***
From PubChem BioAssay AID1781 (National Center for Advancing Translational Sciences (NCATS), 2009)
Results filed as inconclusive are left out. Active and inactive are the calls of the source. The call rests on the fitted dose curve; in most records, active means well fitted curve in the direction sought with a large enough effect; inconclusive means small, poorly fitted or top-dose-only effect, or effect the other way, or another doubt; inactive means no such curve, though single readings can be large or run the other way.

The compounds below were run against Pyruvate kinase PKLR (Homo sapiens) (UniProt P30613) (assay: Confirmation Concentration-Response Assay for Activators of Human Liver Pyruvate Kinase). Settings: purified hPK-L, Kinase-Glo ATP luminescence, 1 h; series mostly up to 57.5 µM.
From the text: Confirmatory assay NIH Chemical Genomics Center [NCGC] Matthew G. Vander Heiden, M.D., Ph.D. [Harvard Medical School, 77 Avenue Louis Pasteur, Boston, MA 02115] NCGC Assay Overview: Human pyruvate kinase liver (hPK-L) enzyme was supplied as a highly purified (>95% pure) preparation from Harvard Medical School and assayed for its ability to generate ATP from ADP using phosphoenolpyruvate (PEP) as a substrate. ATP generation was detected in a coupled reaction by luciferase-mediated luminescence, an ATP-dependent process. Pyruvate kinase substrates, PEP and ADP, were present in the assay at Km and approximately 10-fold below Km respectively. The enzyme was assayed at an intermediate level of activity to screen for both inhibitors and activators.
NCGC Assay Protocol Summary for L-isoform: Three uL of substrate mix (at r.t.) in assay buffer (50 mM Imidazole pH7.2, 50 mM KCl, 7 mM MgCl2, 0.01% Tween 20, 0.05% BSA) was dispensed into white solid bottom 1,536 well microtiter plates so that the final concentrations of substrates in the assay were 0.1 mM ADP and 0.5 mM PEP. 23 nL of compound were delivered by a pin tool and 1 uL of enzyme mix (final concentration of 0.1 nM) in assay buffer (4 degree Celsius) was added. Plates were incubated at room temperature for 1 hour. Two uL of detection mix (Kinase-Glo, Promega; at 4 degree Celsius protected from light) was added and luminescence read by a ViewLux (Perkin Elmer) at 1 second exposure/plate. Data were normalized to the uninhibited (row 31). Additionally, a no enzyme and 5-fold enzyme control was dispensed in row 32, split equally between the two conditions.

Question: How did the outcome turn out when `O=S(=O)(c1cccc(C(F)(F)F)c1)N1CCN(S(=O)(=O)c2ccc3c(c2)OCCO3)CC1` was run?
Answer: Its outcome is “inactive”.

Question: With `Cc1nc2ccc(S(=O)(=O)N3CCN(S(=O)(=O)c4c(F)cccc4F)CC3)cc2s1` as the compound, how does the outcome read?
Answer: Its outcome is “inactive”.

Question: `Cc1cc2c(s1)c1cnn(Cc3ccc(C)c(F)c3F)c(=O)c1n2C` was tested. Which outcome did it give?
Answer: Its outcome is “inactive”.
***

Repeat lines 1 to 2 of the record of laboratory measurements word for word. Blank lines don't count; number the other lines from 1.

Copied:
From PubChem BioAssay AID1781 (National Center for Advancing Translational Sciences (NCATS), 2009)
Results filed as inconclusive are left out. Active and inactive are the calls of the source. The call rests on the fitted dose curve; in most records, active means well fitted curve in the direction sought with a large enough effect; inconclusive means small, poorly fitted or top-dose-only effect, or effect the other way, or another doubt; inactive means no such curve, though single readings can be large or run the other way.